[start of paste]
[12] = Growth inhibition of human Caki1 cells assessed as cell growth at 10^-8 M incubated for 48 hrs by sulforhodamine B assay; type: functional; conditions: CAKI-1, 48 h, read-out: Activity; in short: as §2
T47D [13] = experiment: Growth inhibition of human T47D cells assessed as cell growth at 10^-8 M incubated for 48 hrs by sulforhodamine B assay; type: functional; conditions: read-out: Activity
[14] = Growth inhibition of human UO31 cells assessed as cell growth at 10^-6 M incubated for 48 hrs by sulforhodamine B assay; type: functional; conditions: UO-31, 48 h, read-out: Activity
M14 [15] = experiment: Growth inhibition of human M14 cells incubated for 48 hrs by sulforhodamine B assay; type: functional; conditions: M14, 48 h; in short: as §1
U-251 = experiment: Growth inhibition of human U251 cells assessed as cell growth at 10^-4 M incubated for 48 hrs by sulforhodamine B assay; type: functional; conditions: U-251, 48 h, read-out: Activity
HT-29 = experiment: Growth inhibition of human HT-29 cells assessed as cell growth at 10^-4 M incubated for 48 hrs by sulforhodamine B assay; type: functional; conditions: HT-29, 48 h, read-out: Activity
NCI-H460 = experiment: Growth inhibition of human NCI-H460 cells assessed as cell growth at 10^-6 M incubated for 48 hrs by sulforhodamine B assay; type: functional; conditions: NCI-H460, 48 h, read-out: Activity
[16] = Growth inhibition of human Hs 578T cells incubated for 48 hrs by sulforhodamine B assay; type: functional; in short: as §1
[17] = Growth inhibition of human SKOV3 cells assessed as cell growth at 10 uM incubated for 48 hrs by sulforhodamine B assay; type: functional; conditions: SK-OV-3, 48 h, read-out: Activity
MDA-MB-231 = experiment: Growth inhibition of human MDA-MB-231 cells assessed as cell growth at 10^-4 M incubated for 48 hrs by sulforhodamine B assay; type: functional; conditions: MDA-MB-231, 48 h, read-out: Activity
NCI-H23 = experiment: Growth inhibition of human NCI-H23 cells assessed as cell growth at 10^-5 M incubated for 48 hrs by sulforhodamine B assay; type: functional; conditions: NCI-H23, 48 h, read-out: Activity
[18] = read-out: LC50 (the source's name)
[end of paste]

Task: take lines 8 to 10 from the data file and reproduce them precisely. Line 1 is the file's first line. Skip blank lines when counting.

[16] = Growth inhibition of human Hs 578T cells incubated for 48 hrs by sulforhodamine B assay; type: functional; in short: as §1
[17] = Growth inhibition of human SKOV3 cells assessed as cell growth at 10 uM incubated for 48 hrs by sulforhodamine B assay; type: functional; conditions: SK-OV-3, 48 h, read-out: Activity
MDA-MB-231 = experiment: Growth inhibition of human MDA-MB-231 cells assessed as cell growth at 10^-4 M incubated for 48 hrs by sulforhodamine B assay; type: functional; conditions: MDA-MB-231, 48 h, read-out: Activity